revo hccrmCCR - manual or mechanical rebreathers - are based on the fundamental principle of close circuit diving: human metabolizm consumes a fixed amount of oxygen (at constant effort) and it's about 1 liter per minute. A diver with 3l tank filled with oxygen at 200 bar can - in theory - spend 10 hours under water. In fact oxygen is "wasted" during ascend and some other procedures but all in all we use it very little. Furthermore, the depth does not affect the oxygen consumption. So all we need is the system providing fixed amount of oxygen to the breathing loop, exactly as much as is metabolized. CMF (Constant Mass Flow) is such a system, providing fixed oxygen flow to the loop by constant flow orifice. In ideal conditions (during relaxed swimming) the amount of oxygen provided by CMF is the same as amount metabolized by the diver, which ensures fixed amount of oxygen in the breathing loop. At higher effort and during ascend the diver has to add more oxygen to the loop, using manual inlation valve, to keep its required amount. The advantages of mCCR are simple construction and relatively small quantity of possible failure sources. These units don't have computers, electrovalves and other elements susceptible to failure. It's just an orifice (a hole of microscopic diameter) providing oxygen to the system regardless of the other elements. Drawback of this sollution is the need for constant monitoring of ppO2 and manual "refilling" it to the setpoint, which - in stressfull situation and during ascend - significantly increases the risk of hypoxia (too small amount of oxygen).

revo maveCCR - electronic CCR - is a system equipped with solenoid, an electrovalve which opens on demand, adding oxygen to the breathing loop. Electronic rebreathers are controlled by computer connected to oxygen sensors, using special algorythm to maintain oxygen setpoint in the breathing gas. Let's say that we want, during all the dive, to breath the gas with oxygen partial pressure at 1.3 bar - that's what we call setpoint. After correct setup the computer is monitoring ppO2 and in case opens the solenoid to add oxygen in an amount providing ppO2 of 1.3 bar. The advantage of this system is convenience - the diver doesn't have to manually maintain fixed ppO2 in the breathing loop - the computer does it for him. The drawback is higher possibility of critical failure - for example solenoid blocked in open possition or electronic failure.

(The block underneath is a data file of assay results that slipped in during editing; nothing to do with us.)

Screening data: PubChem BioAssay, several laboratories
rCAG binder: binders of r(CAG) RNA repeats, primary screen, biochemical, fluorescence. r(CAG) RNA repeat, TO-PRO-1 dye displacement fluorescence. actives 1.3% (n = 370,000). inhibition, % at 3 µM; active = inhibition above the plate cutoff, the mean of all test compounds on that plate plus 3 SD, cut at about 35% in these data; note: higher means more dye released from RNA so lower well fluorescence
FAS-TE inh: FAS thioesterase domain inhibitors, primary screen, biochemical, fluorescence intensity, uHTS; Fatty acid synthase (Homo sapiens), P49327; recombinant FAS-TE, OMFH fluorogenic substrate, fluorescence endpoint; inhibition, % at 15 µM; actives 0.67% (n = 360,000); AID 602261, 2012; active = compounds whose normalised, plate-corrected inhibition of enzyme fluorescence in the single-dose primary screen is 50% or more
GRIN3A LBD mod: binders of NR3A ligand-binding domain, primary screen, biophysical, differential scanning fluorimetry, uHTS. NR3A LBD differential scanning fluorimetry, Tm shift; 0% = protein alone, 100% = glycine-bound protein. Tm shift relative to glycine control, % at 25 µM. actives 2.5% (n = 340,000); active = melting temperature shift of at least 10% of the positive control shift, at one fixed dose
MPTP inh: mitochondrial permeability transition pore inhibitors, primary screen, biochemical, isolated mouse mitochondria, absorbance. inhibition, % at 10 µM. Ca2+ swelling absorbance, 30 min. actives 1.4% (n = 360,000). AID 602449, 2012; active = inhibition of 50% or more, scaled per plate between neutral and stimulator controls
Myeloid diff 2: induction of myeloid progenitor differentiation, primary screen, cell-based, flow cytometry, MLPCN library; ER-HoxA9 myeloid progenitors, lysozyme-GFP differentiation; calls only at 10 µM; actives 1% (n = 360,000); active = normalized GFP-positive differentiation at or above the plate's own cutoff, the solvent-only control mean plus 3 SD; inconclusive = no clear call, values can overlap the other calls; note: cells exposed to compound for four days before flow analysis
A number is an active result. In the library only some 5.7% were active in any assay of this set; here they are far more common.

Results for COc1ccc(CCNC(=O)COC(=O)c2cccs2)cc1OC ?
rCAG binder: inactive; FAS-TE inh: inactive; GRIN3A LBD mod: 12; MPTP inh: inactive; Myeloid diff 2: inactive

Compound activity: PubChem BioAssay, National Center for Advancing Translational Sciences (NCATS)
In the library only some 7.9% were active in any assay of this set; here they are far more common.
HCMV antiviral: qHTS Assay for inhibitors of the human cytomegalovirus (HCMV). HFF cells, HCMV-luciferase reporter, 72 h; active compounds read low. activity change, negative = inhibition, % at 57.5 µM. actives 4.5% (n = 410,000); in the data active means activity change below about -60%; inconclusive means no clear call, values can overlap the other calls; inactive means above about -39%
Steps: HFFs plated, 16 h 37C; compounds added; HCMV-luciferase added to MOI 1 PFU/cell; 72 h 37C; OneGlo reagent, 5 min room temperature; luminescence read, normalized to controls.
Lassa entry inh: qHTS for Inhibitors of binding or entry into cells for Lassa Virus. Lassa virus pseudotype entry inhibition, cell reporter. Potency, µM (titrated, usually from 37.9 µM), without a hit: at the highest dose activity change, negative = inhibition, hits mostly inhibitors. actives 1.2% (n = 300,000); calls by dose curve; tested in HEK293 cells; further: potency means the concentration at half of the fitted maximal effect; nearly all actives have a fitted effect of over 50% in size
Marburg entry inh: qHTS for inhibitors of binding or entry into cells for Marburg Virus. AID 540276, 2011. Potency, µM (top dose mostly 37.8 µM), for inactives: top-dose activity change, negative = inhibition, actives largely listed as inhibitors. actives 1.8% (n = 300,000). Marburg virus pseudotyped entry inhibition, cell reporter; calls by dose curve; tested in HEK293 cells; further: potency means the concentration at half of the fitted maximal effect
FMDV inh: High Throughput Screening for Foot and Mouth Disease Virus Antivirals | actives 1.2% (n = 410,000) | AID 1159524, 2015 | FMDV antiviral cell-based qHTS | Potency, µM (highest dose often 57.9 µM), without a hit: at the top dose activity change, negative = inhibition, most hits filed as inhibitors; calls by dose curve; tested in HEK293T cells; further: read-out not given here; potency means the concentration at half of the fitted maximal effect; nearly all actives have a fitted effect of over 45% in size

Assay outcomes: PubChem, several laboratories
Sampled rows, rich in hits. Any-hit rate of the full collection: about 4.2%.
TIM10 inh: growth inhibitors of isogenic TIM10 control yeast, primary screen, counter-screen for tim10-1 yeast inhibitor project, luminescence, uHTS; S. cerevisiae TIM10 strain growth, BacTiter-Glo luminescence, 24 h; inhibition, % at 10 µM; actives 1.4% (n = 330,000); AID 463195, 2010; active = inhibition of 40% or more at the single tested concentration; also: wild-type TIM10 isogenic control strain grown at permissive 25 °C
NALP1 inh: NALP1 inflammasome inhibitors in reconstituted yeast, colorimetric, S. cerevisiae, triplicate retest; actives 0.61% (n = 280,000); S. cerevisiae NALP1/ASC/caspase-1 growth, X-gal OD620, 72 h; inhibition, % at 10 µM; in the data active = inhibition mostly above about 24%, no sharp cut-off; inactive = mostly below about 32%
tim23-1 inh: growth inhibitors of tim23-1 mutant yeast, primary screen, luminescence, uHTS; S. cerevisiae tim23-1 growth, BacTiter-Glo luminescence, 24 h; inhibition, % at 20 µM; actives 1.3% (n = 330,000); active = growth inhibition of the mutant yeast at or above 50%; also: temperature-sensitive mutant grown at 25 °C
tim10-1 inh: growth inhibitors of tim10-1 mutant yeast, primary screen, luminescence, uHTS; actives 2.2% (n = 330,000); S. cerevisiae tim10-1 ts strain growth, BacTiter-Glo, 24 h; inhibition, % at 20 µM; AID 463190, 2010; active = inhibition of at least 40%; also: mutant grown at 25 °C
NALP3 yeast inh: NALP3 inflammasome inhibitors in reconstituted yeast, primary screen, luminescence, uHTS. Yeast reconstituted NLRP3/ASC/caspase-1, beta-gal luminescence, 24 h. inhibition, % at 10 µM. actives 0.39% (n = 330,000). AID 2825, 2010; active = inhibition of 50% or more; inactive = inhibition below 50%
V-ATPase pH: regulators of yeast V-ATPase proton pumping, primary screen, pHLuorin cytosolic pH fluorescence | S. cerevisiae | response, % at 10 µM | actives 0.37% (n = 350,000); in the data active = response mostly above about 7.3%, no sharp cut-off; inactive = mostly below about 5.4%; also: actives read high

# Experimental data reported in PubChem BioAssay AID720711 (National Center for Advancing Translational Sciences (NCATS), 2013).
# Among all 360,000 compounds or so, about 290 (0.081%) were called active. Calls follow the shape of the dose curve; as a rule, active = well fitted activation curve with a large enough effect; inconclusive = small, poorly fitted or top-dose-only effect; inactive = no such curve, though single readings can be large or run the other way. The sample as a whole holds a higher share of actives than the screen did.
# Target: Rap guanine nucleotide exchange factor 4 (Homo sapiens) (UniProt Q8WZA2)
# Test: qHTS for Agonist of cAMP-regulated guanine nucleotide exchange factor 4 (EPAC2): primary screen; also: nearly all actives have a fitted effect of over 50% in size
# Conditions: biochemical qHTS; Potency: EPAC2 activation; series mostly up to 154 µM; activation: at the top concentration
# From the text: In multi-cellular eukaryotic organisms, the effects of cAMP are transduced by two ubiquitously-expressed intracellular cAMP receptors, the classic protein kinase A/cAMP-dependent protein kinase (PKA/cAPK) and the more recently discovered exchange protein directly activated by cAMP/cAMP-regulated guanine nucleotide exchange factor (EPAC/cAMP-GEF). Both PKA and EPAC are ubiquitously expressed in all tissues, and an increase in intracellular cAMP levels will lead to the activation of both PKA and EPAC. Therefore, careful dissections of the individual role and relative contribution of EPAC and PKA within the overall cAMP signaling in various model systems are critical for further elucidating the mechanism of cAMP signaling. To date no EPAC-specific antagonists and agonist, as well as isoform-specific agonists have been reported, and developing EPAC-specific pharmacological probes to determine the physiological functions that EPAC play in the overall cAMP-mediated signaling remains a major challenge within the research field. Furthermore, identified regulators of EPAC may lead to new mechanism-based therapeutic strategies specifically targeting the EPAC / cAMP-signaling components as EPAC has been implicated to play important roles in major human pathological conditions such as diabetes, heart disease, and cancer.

What is the hCCR?

Why not use in the same time the advantages of mCCR and eCCR while minimizing their drawbacks? hCCR - hybrid CCR - is such solution. rEvo is the first rebreather in the world which is mCCR and eCCR at the same time. Constant flow orifice adds oxygen to the breathing loop all the time. There is manual oxygen inflation valve of course but  we also have the solenoid, controlled by the computer, which opens to maintain the setpoint when ppO2 drops below the setpoint. What this solution gives us?

How to use hCCR efectively?

It's very simple - diving with rEvo we setup its eCCR part (Shearewater electronics) for setpoint of 1.20 - 1.25 bar and then "manually" maintain required ppO2 in the breathing loop at 1.3 bar. During normal, stresless dive the constant flow orifice adds the same amount of oxygen as metabolized by the diver. In that way ppO2 once set manually (at 1.3 bar for example) stays constant so the solenoid doesn't work at all. In stresfull situation or when diver's effort rises or during ascend, the ppO2 drops below 1.25 bar (oxygen loss is higher than its constant in-flow) so the solenoid opens to stop further ppO2 drop. This solution minimizes the possibility of solenoid blockage (because it doesn't work almost at all), without sacrificing the comfort of being protected by the computer watching the oxygen partial pressure not to drop below safe level.